EU urged to adopt tolerance toward GM crops
Europe is currently self-sufficient regarding maize, as shown in the study, but it imports soybean products from countries such as the U.S., Argentina and Brazil.
International Egg Commission's economic analyst Peter van Horne presented a report at the IEC London 2009 conference which assessed the economic impact of the EU's strict requirements for approving the use of genetically modified crops.
Van Horne said if the EU's approval continued to be as slow and strict as it is now, the production chain for livestock farming would become increasingly dependent on imports with higher feed costs.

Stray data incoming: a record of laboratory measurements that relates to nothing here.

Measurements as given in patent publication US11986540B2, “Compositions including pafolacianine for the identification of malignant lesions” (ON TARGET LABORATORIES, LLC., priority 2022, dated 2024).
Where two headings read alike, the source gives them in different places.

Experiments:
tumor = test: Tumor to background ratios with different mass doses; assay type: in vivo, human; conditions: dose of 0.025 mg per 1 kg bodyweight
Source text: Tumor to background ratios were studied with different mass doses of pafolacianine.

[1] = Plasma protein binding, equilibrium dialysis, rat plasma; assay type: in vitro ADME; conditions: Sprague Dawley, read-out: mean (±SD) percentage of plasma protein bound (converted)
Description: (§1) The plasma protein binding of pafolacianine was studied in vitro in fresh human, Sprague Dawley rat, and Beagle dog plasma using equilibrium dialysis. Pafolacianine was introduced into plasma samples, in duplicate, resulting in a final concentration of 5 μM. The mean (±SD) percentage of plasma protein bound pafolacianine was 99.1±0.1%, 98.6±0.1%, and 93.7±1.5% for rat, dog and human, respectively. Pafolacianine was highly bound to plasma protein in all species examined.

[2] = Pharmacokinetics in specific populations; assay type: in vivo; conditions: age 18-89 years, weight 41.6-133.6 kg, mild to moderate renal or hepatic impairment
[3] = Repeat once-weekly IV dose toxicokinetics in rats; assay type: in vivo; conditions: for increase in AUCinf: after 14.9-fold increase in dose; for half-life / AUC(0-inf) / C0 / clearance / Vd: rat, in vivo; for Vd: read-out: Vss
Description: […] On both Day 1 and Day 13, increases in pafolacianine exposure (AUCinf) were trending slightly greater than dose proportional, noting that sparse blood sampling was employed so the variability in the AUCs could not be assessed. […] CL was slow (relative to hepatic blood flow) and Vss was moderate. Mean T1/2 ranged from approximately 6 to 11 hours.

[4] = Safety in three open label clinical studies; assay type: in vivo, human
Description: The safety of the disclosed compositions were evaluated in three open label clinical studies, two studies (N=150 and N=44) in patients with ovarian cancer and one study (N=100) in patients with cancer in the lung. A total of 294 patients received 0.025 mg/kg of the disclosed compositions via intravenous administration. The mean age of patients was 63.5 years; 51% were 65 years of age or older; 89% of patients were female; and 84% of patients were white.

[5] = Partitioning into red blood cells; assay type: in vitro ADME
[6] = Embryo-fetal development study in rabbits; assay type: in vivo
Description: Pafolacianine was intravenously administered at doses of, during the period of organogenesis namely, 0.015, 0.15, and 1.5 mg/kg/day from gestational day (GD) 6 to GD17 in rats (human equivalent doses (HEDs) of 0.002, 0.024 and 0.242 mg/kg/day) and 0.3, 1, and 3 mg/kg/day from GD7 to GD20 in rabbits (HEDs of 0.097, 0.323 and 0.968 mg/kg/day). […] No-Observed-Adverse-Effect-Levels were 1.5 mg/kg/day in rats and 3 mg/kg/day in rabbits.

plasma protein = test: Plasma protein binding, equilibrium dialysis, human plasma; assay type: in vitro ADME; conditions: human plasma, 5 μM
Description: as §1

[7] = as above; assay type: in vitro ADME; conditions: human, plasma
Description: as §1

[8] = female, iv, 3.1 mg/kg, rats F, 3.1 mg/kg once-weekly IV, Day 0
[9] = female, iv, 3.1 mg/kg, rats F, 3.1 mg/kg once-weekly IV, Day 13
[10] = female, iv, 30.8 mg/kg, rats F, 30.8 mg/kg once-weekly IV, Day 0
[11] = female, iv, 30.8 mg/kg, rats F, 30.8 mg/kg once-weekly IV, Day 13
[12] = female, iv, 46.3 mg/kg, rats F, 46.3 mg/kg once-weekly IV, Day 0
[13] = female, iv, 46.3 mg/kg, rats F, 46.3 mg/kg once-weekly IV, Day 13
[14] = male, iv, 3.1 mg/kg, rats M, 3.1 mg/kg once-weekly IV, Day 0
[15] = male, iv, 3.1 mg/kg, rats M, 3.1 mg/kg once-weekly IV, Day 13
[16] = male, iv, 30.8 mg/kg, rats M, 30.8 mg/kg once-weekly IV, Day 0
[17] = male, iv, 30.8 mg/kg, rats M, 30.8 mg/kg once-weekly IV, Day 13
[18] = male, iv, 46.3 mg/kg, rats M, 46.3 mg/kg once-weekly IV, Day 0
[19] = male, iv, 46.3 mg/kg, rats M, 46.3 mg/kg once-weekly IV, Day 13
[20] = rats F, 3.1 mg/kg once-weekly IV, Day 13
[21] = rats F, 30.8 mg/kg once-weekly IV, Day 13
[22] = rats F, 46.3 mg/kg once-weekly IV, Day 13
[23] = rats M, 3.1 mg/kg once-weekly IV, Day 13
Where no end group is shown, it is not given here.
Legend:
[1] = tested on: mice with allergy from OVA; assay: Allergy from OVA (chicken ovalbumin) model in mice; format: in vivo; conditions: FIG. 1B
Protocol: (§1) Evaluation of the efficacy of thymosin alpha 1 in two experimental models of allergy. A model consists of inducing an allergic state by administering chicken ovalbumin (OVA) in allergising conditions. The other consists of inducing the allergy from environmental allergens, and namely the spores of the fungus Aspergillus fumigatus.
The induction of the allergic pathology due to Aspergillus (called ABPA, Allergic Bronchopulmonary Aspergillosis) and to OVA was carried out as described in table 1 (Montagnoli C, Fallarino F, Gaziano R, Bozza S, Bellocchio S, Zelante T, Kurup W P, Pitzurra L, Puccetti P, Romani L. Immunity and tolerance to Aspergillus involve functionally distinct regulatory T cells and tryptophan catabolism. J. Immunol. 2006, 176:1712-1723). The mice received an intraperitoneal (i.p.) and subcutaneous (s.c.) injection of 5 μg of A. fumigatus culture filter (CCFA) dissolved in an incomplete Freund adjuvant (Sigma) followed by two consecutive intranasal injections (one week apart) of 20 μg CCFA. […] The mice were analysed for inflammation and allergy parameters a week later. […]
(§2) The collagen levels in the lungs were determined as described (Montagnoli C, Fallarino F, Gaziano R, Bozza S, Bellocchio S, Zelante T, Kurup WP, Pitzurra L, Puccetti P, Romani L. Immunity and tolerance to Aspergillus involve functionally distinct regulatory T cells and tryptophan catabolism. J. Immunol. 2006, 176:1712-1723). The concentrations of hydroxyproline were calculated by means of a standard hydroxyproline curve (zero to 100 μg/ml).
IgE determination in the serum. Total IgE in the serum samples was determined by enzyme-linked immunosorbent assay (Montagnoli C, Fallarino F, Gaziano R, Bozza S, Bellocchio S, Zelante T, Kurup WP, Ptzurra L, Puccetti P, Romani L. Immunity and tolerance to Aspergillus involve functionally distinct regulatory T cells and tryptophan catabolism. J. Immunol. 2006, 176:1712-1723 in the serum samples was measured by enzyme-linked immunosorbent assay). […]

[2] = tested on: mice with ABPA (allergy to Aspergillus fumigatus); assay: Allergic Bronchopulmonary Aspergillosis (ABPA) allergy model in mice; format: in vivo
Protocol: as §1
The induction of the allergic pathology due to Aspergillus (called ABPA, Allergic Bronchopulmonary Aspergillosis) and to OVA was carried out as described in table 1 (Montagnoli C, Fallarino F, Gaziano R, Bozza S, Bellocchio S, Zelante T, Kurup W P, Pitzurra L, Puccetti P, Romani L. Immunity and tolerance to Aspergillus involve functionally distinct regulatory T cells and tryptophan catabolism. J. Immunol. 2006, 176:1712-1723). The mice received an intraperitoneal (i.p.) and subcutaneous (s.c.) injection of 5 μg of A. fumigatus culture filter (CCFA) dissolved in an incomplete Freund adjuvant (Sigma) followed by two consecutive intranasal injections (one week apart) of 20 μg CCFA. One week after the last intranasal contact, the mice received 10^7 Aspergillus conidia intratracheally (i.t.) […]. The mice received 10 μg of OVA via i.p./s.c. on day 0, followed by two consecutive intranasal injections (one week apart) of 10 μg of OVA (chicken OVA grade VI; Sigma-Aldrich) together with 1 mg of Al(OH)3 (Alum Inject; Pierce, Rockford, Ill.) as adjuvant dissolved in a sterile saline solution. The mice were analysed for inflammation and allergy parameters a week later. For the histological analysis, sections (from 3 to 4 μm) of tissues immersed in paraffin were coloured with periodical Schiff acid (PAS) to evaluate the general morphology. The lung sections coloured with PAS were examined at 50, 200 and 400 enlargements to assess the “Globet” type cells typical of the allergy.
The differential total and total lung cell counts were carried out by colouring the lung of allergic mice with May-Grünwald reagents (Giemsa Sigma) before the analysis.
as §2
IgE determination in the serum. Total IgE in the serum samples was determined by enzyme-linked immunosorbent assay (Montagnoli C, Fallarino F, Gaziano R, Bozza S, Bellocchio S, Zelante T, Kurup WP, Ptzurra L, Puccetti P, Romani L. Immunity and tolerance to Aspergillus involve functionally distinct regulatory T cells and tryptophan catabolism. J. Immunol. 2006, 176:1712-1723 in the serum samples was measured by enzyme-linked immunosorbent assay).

With increasing worldwide acceptance of GM crops, it will become difficult for the EU to continue to adopt a zero tolerance attitude toward non-approved GM varieties. The EU, van Horne said, needs to adopt an acceptable tolerance to allow non-improved varieties. He also suggested that the EU should decrease the time period to approve new GM varieties.